When Good Friends Share Bad Memes – Dealing With Fatphobia

These Coronavirus Weight-Gain Memes Need To Stop Right F_cking NowThanks to everyone for the blog topic suggestions I’m writing away based on your great thoughts! Today’s blog comes from a conversation with Justine Sutton aka Queen Justine!

We know that all the COVID-19 related fatphobic memes are complete bullshit, and I blogged about some response options. Justine suggested that I write a bit more about options for when the person posting the meme is a good friend.

This can definitely change things – whether it’s a friend or family member who you want to keep a relationship with, or someone in a situation of power/privilege who you can’t safely afford to upset.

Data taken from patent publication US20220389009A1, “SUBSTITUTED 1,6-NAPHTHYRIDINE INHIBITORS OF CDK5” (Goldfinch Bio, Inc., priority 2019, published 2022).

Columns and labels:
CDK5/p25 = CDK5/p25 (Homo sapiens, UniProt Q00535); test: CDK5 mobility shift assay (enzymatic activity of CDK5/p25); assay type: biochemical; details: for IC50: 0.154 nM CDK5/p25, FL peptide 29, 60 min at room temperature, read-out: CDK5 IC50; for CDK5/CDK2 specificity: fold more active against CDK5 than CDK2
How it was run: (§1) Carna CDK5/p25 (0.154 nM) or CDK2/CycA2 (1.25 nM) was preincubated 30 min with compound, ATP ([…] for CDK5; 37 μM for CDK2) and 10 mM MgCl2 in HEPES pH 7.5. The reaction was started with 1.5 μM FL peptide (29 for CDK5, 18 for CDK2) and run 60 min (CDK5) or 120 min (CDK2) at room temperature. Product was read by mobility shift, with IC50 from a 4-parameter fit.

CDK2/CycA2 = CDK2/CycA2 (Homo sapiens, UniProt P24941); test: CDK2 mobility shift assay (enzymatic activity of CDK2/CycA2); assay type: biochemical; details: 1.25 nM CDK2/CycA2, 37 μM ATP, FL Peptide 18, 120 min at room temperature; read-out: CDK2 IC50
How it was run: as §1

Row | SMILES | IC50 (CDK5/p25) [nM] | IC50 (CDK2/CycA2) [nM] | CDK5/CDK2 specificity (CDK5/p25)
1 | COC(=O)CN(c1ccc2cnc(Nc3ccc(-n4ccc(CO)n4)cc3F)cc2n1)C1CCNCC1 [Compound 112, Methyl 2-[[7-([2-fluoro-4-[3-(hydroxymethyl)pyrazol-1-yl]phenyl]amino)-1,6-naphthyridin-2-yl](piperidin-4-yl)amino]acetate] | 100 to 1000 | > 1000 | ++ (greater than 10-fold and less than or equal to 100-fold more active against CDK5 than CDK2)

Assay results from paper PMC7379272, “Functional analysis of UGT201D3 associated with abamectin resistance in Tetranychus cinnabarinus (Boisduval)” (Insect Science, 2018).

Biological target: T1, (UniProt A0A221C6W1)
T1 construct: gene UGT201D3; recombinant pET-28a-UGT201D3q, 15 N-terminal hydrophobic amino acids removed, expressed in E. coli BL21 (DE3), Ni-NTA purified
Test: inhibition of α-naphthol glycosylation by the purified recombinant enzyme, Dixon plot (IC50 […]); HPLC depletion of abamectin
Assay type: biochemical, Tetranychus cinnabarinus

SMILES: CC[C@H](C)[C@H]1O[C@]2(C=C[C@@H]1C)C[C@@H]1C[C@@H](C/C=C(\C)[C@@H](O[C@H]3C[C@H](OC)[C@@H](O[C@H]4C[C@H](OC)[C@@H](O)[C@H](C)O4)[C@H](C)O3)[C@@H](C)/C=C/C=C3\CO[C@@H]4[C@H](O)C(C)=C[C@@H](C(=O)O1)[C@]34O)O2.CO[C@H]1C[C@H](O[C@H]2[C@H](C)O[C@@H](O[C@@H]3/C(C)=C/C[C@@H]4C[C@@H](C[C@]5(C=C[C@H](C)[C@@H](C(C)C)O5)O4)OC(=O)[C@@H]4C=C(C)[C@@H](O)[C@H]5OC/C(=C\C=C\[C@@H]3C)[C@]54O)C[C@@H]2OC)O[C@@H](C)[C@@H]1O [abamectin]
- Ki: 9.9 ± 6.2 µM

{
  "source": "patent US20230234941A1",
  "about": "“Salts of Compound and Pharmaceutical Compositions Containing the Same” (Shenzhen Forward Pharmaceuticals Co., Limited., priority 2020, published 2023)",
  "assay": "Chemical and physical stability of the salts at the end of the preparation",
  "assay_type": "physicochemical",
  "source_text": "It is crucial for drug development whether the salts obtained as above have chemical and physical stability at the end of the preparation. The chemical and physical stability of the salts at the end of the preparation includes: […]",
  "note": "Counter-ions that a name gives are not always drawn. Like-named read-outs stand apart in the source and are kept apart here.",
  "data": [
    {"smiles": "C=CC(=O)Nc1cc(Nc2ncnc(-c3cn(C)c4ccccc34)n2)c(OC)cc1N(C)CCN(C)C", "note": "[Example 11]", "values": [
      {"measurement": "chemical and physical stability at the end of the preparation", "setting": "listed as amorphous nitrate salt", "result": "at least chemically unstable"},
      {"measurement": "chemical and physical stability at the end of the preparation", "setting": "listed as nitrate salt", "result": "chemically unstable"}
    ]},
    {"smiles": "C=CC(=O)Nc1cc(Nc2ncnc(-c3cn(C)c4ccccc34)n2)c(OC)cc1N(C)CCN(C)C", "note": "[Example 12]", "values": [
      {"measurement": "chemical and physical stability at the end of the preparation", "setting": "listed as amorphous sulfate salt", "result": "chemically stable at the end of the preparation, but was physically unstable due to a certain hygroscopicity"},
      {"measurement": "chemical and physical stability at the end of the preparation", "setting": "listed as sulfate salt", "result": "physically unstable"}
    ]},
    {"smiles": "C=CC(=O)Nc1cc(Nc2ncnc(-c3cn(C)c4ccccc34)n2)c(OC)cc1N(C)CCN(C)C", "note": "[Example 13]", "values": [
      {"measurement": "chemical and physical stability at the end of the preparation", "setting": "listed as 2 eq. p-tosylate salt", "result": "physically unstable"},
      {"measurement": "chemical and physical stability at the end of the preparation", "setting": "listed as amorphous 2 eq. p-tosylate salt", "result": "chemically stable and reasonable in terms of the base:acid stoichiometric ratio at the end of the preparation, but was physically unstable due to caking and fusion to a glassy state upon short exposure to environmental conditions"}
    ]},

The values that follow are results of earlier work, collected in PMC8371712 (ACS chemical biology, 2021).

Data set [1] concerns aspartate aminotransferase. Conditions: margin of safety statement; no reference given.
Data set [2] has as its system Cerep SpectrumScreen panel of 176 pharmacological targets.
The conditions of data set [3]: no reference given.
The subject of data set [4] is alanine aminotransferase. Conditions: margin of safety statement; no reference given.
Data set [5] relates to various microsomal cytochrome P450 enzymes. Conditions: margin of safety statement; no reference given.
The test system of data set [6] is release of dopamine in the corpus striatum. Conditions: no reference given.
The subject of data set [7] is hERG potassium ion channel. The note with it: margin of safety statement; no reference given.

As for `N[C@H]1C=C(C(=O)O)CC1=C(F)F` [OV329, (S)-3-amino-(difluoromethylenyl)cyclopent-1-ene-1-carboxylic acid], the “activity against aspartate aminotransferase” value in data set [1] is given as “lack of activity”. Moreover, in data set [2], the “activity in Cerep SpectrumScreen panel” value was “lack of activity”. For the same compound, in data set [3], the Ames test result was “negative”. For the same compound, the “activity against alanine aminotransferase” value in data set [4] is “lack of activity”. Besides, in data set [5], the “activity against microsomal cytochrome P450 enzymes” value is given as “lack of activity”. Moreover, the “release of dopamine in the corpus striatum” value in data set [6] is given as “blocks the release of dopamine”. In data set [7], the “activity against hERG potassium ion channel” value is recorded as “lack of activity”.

So I want to talk about options, and then some ways to respond to their responses. Before I do that I want to just remind everyone that we are not the problem – fatphobia is. And we are under no obligation to say anything. We can just make a note of the fact that this is a person who isn’t emotionally safe or us to be around and keep that information for later use.

The options that I wrote about earlier are all still good here, but when it’s a friend it may be an option to give the benefit of the doubt and/or be more vulnerable either on a public post or in private communication:

I’m sure you didn’t mean to, but this is really hurtful to fat people like me and also to people dealing with eating disorders. I just wanted to let you know because I know you would never want to do that.


I want you to know that the meme you posted really hurt my feelings. When you suggest that looking more like me is something that you fear and think is a bad thing, it’s really hurtful.